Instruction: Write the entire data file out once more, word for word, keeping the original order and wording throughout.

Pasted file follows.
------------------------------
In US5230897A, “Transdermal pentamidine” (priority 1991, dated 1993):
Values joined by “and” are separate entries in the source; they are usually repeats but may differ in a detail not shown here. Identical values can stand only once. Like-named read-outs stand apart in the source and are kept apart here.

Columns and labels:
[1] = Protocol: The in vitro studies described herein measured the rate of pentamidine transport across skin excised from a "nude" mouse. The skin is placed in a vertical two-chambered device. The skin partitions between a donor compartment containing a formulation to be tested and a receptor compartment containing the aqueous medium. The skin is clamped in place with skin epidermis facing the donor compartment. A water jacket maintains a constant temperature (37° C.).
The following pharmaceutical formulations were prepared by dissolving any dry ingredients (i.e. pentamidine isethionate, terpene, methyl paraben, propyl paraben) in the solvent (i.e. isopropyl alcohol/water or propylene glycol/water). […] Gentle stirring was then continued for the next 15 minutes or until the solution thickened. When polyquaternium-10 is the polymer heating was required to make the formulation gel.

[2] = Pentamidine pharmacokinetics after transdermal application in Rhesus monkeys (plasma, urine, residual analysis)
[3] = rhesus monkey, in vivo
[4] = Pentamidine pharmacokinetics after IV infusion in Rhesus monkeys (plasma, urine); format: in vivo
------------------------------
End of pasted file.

In US5230897A, “Transdermal pentamidine” (priority 1991, dated 1993):
Values joined by “and” are separate entries in the source; they are usually repeats but may differ in a detail not shown here. Identical values can stand only once. Like-named read-outs stand apart in the source and are kept apart here.

Columns and labels:
[1] = Protocol: The in vitro studies described herein measured the rate of pentamidine transport across skin excised from a "nude" mouse. The skin is placed in a vertical two-chambered device. The skin partitions between a donor compartment containing a formulation to be tested and a receptor compartment containing the aqueous medium. The skin is clamped in place with skin epidermis facing the donor compartment. A water jacket maintains a constant temperature (37° C.).
The following pharmaceutical formulations were prepared by dissolving any dry ingredients (i.e. pentamidine isethionate, terpene, methyl paraben, propyl paraben) in the solvent (i.e. isopropyl alcohol/water or propylene glycol/water). […] Gentle stirring was then continued for the next 15 minutes or until the solution thickened. When polyquaternium-10 is the polymer heating was required to make the formulation gel.

[2] = Pentamidine pharmacokinetics after transdermal application in Rhesus monkeys (plasma, urine, residual analysis)
[3] = rhesus monkey, in vivo
[4] = Pentamidine pharmacokinetics after IV infusion in Rhesus monkeys (plasma, urine); format: in vivo